Extensive outcrossing and androdioecy in a vertebrate species that otherwise reproduces as a self-fertilizing hermaphrodite.
- Author(s): Mackiewicz, Mark
- Tatarenkov, Andrey
- Taylor, D Scott
- Turner, Bruce J
- Avise, John C
- et al.
Published Web Locationhttps://doi.org/10.1073/pnas.0603847103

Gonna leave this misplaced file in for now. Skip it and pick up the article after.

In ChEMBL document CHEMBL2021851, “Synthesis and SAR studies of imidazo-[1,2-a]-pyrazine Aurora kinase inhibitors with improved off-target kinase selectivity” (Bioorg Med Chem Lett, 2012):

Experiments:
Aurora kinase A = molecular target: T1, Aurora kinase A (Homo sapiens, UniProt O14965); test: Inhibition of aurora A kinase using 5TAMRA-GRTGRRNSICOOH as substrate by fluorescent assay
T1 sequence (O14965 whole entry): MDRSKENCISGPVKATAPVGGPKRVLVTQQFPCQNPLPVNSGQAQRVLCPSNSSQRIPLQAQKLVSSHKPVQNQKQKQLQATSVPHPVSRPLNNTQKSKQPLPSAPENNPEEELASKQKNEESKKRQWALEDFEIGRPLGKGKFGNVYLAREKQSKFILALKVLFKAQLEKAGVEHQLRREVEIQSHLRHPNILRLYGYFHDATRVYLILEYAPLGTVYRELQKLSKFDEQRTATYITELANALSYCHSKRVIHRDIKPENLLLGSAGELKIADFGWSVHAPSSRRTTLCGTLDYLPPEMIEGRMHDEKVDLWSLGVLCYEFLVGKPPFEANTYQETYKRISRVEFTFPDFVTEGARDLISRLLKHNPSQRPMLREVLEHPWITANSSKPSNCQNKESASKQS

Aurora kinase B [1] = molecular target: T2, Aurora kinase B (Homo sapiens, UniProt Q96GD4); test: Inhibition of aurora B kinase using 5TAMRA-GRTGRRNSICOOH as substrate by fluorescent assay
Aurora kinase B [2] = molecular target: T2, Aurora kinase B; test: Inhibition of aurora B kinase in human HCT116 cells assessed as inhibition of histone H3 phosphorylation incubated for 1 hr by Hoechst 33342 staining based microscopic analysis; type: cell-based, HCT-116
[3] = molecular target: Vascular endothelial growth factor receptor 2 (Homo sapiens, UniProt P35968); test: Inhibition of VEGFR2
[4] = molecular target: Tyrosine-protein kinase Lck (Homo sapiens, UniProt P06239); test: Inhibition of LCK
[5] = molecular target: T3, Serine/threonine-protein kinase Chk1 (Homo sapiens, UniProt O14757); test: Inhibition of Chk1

The mangrove killifish (Kryptolebias marmoratus) is the only vertebrate known to be capable of self-fertilization. Its gonad is typically an ovotestis that simultaneously produces eggs and sperm, and fertilization is internal. Although most populations of this species consist primarily or exclusively of hermaphroditic individuals, gonochoristic males occur at approximately 20% frequency in a natural population at Twin Cays, Belize. Here we use a battery of 36 microsatellite loci to document a striking genetic pattern (high intraspecimen heterozygosities and low within-population linkage disequilibria) that differs qualitatively from the highly homozygous (or "clonal") genetic architecture characteristic of killifish populations previously studied in Florida, where males are much rarer. These findings document that outcrossing (probably between gonochoristic males and hermaphrodites) is common at the Belize site, and, more importantly, they demonstrate the dramatic impact that functional androdioecy can have on the population genetic architecture of this reproductively unique vertebrate species.